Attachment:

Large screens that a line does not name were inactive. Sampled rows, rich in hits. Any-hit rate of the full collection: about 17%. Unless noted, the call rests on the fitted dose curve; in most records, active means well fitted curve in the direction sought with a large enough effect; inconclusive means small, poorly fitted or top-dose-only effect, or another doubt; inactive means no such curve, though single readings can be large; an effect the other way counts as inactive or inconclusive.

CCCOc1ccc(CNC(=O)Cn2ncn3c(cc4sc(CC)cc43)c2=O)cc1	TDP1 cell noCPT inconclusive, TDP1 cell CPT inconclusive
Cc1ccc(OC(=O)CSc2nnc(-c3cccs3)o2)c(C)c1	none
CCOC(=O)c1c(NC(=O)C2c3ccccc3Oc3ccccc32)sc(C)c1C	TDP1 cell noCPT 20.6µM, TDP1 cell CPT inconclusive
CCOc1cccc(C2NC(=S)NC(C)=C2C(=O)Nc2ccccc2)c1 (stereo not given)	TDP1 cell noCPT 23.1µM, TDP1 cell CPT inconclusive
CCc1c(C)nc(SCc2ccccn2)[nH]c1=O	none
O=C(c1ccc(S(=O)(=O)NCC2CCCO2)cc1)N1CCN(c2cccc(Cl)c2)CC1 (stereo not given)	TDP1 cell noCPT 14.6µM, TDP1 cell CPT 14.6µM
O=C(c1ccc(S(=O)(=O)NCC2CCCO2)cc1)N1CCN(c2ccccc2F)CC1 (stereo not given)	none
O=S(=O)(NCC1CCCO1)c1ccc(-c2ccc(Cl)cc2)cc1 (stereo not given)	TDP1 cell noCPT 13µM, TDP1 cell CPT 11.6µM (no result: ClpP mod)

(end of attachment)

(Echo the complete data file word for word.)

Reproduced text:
Large screens that a line does not name were inactive. Sampled rows, rich in hits. Any-hit rate of the full collection: about 17%. Unless noted, the call rests on the fitted dose curve; in most records, active means well fitted curve in the direction sought with a large enough effect; inconclusive means small, poorly fitted or top-dose-only effect, or another doubt; inactive means no such curve, though single readings can be large; an effect the other way counts as inactive or inconclusive.

CCCOc1ccc(CNC(=O)Cn2ncn3c(cc4sc(CC)cc43)c2=O)cc1	TDP1 cell noCPT inconclusive, TDP1 cell CPT inconclusive
Cc1ccc(OC(=O)CSc2nnc(-c3cccs3)o2)c(C)c1	none
CCOC(=O)c1c(NC(=O)C2c3ccccc3Oc3ccccc32)sc(C)c1C	TDP1 cell noCPT 20.6µM, TDP1 cell CPT inconclusive
CCOc1cccc(C2NC(=S)NC(C)=C2C(=O)Nc2ccccc2)c1 (stereo not given)	TDP1 cell noCPT 23.1µM, TDP1 cell CPT inconclusive
CCc1c(C)nc(SCc2ccccn2)[nH]c1=O	none
O=C(c1ccc(S(=O)(=O)NCC2CCCO2)cc1)N1CCN(c2cccc(Cl)c2)CC1 (stereo not given)	TDP1 cell noCPT 14.6µM, TDP1 cell CPT 14.6µM
O=C(c1ccc(S(=O)(=O)NCC2CCCO2)cc1)N1CCN(c2ccccc2F)CC1 (stereo not given)	none
O=S(=O)(NCC1CCCO1)c1ccc(-c2ccc(Cl)cc2)cc1 (stereo not given)	TDP1 cell noCPT 13µM, TDP1 cell CPT 11.6µM (no result: ClpP mod)